I didn’t need to follow a hashtag for proof that this stereotype was bogus. Although my experiences were limited to Krasnoyarsk and Moscow, nearly every Russian that I interacted with was hospitable, friendly and, yes, smiling.
(Granted, I was also there while a city-wide summer festival was on. If tourists only visited Canada in the depths of February’s coldest and darkest days, I suspect they’d probably also think we're a bunch of unfriendly hosers.)
Myth #3: Siberia is trapped back in the USSR.
I didn’t drink a single shot of vodka, eat any potatoes, or even ride in a Lada. (I did, however, snack on a dried pinecone and do a shot of horseradish liqueur.)
Unfortunately though, the USSR’s legacy has left some truisms. Most notably, Krasnoyarsk—despite being located in otherwise pristine wilderness—has one of the highest rates of smog in the world. At points in 2018, it even beat out Calcutta for the poorest air quality worldwide.
Soviet-era infrastructure—namely the metallurgical plant and power station—are largely to blame. In my conversations with Lucy Dobrynina, public relations for Nornickel and one of my hosts, she didn’t try to gloss over the problem. Instead, she told me that it would take time and money to fix. Currently, Nornickel is investing around $20 billion into modernizing its plants, with a focus on reducing environmental impact.
But for all that’s trapped in the past, there’s progressive communities working towards breaking down outdated stereotypes. At Yushin Brothers—a hipster hangout, where you can get a haircut, smoke a hookah and eat a burger all in one go—I met a community of sustainably minded entrepreneurs who are creating products unique to the taiga.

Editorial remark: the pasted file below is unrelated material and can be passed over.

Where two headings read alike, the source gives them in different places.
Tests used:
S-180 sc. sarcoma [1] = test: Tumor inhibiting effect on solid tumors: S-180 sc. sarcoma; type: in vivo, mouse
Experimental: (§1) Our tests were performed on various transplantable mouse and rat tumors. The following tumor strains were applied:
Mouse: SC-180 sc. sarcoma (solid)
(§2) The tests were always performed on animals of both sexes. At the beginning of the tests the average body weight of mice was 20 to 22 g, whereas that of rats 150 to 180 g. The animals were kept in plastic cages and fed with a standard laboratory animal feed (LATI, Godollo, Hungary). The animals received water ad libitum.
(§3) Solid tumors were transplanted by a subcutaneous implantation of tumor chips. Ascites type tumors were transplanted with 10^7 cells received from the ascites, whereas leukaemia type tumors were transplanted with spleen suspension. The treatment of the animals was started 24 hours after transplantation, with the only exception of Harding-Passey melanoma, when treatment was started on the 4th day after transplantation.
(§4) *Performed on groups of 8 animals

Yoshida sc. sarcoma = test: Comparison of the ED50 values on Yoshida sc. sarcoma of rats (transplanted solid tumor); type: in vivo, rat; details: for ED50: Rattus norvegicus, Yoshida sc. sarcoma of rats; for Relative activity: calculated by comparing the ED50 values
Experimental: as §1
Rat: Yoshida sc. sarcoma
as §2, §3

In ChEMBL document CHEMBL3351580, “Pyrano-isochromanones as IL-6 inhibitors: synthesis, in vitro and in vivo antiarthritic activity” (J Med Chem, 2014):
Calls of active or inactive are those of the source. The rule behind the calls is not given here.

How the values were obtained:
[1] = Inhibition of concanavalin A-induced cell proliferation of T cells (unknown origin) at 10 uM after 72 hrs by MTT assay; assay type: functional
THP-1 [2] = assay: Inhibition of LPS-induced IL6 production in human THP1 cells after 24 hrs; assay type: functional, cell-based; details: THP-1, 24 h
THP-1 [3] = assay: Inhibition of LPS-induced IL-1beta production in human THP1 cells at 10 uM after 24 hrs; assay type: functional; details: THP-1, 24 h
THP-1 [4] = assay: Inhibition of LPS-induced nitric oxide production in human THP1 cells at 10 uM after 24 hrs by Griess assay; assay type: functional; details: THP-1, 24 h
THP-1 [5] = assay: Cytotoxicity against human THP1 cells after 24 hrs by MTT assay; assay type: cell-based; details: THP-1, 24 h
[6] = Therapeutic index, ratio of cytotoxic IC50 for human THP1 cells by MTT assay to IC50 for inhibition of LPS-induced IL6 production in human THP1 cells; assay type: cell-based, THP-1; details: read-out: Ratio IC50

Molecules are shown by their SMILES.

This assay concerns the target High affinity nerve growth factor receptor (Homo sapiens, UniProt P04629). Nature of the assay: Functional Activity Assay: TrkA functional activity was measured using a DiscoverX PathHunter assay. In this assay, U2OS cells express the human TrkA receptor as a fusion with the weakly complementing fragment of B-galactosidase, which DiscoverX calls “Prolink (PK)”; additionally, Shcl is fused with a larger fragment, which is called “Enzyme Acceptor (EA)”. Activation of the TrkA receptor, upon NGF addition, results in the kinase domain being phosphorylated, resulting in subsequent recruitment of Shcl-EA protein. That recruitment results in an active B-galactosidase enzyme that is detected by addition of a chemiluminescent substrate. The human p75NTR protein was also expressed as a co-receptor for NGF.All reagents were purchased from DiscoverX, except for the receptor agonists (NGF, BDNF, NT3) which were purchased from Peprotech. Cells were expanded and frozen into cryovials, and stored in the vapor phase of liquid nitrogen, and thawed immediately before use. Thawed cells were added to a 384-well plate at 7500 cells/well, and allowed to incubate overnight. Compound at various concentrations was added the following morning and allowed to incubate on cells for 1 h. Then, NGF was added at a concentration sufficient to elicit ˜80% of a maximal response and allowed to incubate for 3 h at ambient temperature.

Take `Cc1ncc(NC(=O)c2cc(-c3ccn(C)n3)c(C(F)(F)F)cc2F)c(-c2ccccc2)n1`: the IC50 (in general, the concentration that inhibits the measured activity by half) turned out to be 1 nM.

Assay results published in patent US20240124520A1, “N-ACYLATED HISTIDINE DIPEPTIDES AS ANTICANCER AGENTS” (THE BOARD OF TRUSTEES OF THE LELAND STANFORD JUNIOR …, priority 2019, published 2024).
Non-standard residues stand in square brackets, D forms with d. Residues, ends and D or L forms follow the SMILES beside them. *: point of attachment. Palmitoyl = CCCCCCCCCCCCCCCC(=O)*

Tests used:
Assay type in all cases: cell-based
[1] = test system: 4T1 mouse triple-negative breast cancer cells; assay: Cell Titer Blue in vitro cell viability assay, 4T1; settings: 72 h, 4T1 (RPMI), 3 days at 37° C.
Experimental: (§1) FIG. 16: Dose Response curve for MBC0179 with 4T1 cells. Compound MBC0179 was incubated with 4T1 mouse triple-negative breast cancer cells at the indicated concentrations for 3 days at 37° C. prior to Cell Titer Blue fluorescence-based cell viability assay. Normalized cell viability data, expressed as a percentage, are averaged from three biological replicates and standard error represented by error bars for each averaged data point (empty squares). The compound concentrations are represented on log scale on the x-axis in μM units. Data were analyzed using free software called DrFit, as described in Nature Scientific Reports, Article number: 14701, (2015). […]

Brevno, the makers of wooden sunglasses, wants create “modern product[s] that [will] show the world that Siberia is not just vodka and bears.” Similarly, Tasty Taiga produces jams geotagged with where the wild ingredients are sourced. Founder Olesya Ushakova says she does this to celebrate her “love and admiration for Siberian nature, people and life stories.”
It's all-too-easy to fall back on generalizations and stereotypes when we talk about where we travel. Ultimately though, five days was hardly enough time to begin to contextualize or try to understand the historical, political or social forces behind my experiences.
However, it was long enough to reach one conclusion—when Krasnoyarsk celebrates the opening of the 2019 World University Games this weekend, international participants are about to have their world views altered. And, I hope, they might even be able to try a pinecone with a side of horseradish liqueur.
Want to learn more about Siberia or Russia? Learn more from our blogger Jillian Elkin, who was an English teacher in the Siberian city of Novosibirsk, or Katrina Keegan, who is currently studying abroad in Russia.
The writer was hosted as a guest of Follow Up Siberia, which didn’t review or approve this story prior to publication.